Ohio recreational marijuana: Applications open today for dual-use dispensaries (2024)

View a previous interview with Sunnyside Medical Marijuana Dispensary’s Kierston Powell, who signaled intent to apply to also sell recreational cannabis, in the video player above.

COLUMBUS, Ohio (WCMH) — Ohio is one step closer to recreational marijuana sales, as applications for the state’s medical dispensaries to sell both opened Friday.

The Ohio Division of Cannabis Control, created after voters passed Issue 2 to legalize adult-use cannabis in November, is overseeing the rollout. The agency is now taking paperwork from any medical marijuana facility with an existing certificate of operation to convert them to dual-use dispensaries. DCC Public Information Officer Jamie Crawford said that the dispensaries would get dual-use licenses, while medical marijuana growing facilities could apply for “10(B) permits” that give them up to three dispensary licenses at locations they detail in their application.

“The Division of Cannabis Control will review and process the applications roughly in the order that they have been received,” Crawford said.

While the DCC looks at September as its deadline to get those licenses back to the, thelawmakers’ committee that approved its dual-use dispensary program hintedthat sales could start faster than anticipated.

“I think we will see that by mid-June,” said Republican Rep. Jamie Callender, co-chair of the Joint Committee on Agency Rule Review. “I’m hoping that’s the case.”

Crawford did not give any dates, but said the turnaround could run “relatively quickly” when asked about the timing from application submission to licenses issued, followed by a certificate of operation.

“There will be no one singular day when sales begin,” Crawford said. “We will start issuing licenses and it will be up to the retailer based on staffing, stock and other considerations as to which day they will begin sales.Given the foundation already laid through the Medical Marijuana Control Program, current medical permit holders positioned to apply for dual-use status who have already undergone many of the comprehensive checks are anticipated to have a much quicker turnaround for issuance of licenses over the summer.”

He outlined two steps after a dispensary applies that need to be completed for that company to receive the license:

  • Meeting inspection requirements
  • Integrating point-of-sale systems at each dual-use facility, which need to distinguish between medical and non-medical sales at check out, as well as take into account the excise tax that will be part of non-medical sales.

On the growing side,Cresco Labs in Yellow Springshas already planted its inaugural crop of marijuana intended for recreational sales. And medical marijuana shopSunnyside — under the same parent company — already signaled intent previously to apply to become adual-use dispensary. Senior Marketing Manager Kierston Powell said her company isn’t alone in doing so, and it will result in a flood of new vendors in Ohio.

“Post adult-use, the game plan is about 300 dispensaries in the state of Ohio,” Powell said. “There will be multiple dispensaries to choose from, but it’s not necessarily going to be every corner of the block.”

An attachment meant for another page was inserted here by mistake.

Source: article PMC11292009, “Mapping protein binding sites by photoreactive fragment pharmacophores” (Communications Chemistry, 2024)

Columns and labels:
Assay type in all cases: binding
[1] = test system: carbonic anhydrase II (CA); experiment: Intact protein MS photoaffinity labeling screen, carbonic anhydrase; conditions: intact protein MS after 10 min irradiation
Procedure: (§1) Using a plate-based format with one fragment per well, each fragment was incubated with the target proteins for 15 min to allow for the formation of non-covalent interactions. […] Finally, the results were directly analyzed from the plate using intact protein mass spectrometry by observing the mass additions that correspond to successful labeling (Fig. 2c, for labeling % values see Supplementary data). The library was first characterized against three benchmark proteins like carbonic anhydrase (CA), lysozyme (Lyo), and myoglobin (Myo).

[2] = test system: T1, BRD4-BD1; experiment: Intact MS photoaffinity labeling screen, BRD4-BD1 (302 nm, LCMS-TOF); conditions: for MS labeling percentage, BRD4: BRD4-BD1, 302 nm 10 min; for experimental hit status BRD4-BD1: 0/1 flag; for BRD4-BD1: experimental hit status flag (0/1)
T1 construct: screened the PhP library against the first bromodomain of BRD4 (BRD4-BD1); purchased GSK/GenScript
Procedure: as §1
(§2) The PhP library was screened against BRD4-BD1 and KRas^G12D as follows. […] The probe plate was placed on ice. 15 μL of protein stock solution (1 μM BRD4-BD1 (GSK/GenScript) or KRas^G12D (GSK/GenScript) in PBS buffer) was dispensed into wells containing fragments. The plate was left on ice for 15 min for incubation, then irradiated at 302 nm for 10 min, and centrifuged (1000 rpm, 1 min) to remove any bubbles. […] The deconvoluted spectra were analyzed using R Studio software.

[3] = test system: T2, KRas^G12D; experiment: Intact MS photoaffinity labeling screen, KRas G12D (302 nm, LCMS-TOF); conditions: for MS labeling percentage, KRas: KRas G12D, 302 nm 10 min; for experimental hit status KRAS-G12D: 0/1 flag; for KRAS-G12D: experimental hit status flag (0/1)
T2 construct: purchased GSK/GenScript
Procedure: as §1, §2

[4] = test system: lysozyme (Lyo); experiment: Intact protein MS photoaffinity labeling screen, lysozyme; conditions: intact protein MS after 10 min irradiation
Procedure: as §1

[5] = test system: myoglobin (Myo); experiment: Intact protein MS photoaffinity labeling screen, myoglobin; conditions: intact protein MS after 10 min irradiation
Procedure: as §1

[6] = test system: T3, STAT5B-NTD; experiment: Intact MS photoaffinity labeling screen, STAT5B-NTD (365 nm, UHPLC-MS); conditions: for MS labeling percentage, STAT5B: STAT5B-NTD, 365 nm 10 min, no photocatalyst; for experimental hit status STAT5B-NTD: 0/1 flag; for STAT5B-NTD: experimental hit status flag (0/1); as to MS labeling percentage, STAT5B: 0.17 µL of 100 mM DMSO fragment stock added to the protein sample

Crawford shared numbers on just how many medical dispensaries have the opportunity to apply as of Friday, agreeing with Powell’s estimate that storefronts will more than double.

“There are 126 medical marijuana dispensaries operating in the state, plus six that have only provisional licenses. Additionally, under the initiated statute as referenced above, certain medical operators will get one or three additional dispensary licenses as provided by the initiated statute,” Crawford said. “Based on that math, you could potentially be adding another 150-200 dispensaries across the state on top of those already existing locations in the medical marijuana program.”

Sunnyside has locations in Ohio and the Midwest at large, and also brings past experience with making the switch from exclusively selling prescription cannabis to offering both in other states. The company operates medical dispensaries in towns including Chillicothe and Newark. At its existing locations, Powell said her team would be prepping while they wait for the license to arrive.

“From a back-of-house perspective, not much is changing,” Powell said. “From a front-of-house perspective, we’re going to expand, make more space for more people to come in and out of our stores. The process for a shopping experience will be very similar to what a med patient would be experiencing.”

Crawford said alongside rolling out recreational marijuana sales, his agency is also planning to launch support for Gov. Mike DeWine’s call for a ban on cannabis-adjacent products like Delta-8.

“As the division prepares to introduce products that have met its highest standards of testing and safety, all of which will carry the DCC seal, we must ensure dangerous, unregulated products such as Delta-8 are removed from circulation,” Crawford said.

View a copy of the dual-use application instructions that the DCC provided for the state’s existing medical dispensaries below.


Ohio recreational marijuana: Applications open today for dual-use dispensaries (2024)
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